On this page
- The date format in British English
- How to write the date in numbers?
- The date format in American English
- How to write the date in numbers?
- Other date formats
- Using the correct date format for IELTS
- The correct date format for IELTS Writing
- The correct date format for IELTS Listening
- The correct date format for IELTS Speaking
What is the correct date format in English? How you do this usually depends on whether you write a formal letter or an informal note, or whether your use the British or American date format. As you can see from the examples below, there are a number of ways in which you can write the same date. A general rule: the more complicated the style of date, the more formal it is.
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The date format in British English
In British English, which is the type of English mainly used in Australia, the day is followed by the month, which is then followed by the year. The 6th day of the month September, in the year 2019, might be written in full (in order of complexity):
6 September 2019
6th September 2019
the 6th of September 2019
the 6th of September, 2019
The last two date formats are more formal. The “the” and “of” are optional but if you do use them, you must add both “the” and “of.” It is incorrect to say only “6th of September” or “the 6th September.”
As for the year, commas are not necessary when you write the date in British English, but you can if you prefer this style.
If you wish to add the name of the day, it should come before the date, and should either be separated by a comma or joined by “the” and “of.”
Saturday, 13 April 2019
Saturday the 13th of April, 2019
How to write the date in numbers?
If you prefer to abbreviate the date, you can use the following style in British English. Again, the day comes first, then the month, then the year.
6/9/19 or 6.9.19 or 6-9-19
06/09/2019 or 06.09.2019 or 06-09-2019
9Sept2019 or 6-Sept-19
The most commonly used separator in the all-numeric date format is a forward slash (/). However, you can also use a hyphen (-) or a period (.).
The date format in American English
When you prefer to write the date in American English, usually the month comes before the day, followed by the year. If we use the same example as before: The 6th day of the month September, in the year 2019, then the date in American English should be written as:
September 6, 2019
Monday, September 6, 2019
Dates written as April the 13th or April 13th are not incorrect, but are less common in American English.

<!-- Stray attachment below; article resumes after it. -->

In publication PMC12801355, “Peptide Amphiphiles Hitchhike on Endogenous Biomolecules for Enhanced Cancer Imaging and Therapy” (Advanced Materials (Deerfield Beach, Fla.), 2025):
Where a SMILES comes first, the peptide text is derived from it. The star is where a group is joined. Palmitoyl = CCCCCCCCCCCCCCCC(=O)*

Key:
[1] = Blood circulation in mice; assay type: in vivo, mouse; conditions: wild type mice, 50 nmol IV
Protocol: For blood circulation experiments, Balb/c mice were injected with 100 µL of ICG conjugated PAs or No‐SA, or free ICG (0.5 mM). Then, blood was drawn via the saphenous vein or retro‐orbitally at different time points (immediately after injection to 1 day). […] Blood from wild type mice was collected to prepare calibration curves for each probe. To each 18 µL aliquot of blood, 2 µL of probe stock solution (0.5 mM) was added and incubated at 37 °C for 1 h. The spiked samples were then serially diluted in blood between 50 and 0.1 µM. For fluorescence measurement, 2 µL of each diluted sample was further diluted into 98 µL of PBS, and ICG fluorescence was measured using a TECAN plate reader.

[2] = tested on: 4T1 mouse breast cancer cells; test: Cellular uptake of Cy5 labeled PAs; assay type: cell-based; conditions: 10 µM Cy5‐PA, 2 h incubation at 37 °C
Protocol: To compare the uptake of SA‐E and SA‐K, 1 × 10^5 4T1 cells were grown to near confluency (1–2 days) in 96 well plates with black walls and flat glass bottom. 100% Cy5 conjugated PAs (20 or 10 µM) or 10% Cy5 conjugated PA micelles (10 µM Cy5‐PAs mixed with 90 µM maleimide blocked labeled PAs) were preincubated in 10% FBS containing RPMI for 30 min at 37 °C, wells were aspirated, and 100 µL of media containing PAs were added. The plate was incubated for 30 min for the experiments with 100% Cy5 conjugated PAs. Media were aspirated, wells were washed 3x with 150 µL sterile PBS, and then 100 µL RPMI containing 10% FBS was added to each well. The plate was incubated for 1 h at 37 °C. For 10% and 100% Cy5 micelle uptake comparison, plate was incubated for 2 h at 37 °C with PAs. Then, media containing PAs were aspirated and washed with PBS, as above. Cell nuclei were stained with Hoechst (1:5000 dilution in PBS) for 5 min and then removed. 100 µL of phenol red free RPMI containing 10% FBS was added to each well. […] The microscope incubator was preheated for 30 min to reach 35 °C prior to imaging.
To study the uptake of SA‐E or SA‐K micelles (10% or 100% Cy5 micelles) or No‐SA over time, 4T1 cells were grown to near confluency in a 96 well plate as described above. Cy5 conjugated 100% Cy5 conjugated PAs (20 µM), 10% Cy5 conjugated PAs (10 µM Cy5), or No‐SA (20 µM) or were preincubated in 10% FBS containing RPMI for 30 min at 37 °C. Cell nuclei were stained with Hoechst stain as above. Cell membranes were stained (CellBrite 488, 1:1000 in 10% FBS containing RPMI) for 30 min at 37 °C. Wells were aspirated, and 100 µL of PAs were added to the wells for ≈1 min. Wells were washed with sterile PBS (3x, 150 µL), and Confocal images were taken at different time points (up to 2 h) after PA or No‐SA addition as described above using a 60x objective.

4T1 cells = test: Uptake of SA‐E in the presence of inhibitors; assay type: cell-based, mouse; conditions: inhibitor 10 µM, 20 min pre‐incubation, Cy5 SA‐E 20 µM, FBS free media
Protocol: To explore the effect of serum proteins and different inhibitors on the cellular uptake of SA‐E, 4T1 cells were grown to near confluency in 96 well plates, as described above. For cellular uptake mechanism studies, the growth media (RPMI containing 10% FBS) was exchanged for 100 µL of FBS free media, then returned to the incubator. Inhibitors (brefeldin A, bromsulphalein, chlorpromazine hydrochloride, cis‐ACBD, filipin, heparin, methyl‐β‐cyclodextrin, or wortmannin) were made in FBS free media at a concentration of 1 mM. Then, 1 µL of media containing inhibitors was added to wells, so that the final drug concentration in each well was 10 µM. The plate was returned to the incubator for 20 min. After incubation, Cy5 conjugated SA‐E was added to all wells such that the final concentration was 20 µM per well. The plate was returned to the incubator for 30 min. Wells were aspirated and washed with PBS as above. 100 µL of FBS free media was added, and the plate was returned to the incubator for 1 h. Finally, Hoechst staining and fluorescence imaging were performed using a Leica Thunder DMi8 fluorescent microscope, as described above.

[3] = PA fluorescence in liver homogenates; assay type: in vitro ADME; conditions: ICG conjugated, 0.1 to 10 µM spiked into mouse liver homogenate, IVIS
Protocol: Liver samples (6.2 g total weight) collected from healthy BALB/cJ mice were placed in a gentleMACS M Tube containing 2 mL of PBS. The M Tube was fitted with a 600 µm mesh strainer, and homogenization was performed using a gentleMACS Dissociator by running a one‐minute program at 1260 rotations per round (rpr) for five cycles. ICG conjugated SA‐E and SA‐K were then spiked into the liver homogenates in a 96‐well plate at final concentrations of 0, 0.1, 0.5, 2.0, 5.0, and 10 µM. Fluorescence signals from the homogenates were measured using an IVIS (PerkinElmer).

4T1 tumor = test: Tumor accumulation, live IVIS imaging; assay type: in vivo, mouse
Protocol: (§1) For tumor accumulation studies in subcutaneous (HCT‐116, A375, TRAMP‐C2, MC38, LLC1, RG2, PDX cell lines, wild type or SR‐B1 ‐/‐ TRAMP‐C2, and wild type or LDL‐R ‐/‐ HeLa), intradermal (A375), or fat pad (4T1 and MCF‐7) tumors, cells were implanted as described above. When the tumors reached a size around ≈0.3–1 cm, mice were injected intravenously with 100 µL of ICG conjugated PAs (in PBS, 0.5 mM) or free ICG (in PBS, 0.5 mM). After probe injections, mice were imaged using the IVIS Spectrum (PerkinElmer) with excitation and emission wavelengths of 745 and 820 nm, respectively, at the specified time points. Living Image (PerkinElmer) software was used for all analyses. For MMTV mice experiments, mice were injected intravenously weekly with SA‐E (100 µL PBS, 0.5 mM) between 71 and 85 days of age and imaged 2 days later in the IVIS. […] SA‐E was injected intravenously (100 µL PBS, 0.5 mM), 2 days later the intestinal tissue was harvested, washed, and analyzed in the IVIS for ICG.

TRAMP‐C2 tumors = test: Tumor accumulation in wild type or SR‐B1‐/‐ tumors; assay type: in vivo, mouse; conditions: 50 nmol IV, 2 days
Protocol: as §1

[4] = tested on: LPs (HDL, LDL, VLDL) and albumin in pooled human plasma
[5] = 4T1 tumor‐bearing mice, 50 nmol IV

How to write the date in numbers?
In American English, if you want to write the date in all-numeric, you will need to use the following style. Here, too, the month comes first, then the day, then the year.
04/13/19 or 04.13.19 or 04-13-19
04/13/2019 or 04.13.2019 or 04-13-2019
Apr. 13, 2019
Other date formats
The International Standard
In an effort to avoid miscommunication between people using the British date format and those using the American date format, an International Standard was developed. If an Australian writes February 3, 2019 as 03/02/2019, but an American writes the same date as 02/03/2019, who’s right? The international standard recommends writing the date as year, then month, then the day: YYYY-MM-DD. So if both Australians and Americans used this, they would both write the date as 2019-02-03.
Writing the date this way avoids confusion by placing the year first. Much of Asia uses this form when writing the date. For example:
January 1, 2018 would be written as 2018 January 1. (Did you notice there’s no comma?).
Using the correct date format for IELTS
Whatever the format, in British English, dates are usually written in the order day – month – year, while in American English they are written month – day – year. For IELTS, you can use both date formats.
The correct date format for IELTS Writing
For IELTS, it doesn’t matter if you use American English spelling, or British English. Both are acceptable. However, you should pay attention to the tone of your letter: writing an email to a friend is different than writing a formal letter to your employer. The use of your date format should be appropriate to tone of the letter. For example, in a formal letter, you wouldn’t use contractions (you should write cannot instead of can’t, or would not instead of wouldn’t). If the IELTS Writing task tells you to start with “Dear Sir or Madam” (which indicates it’s a formal letter), you should try to use a formal datestyle.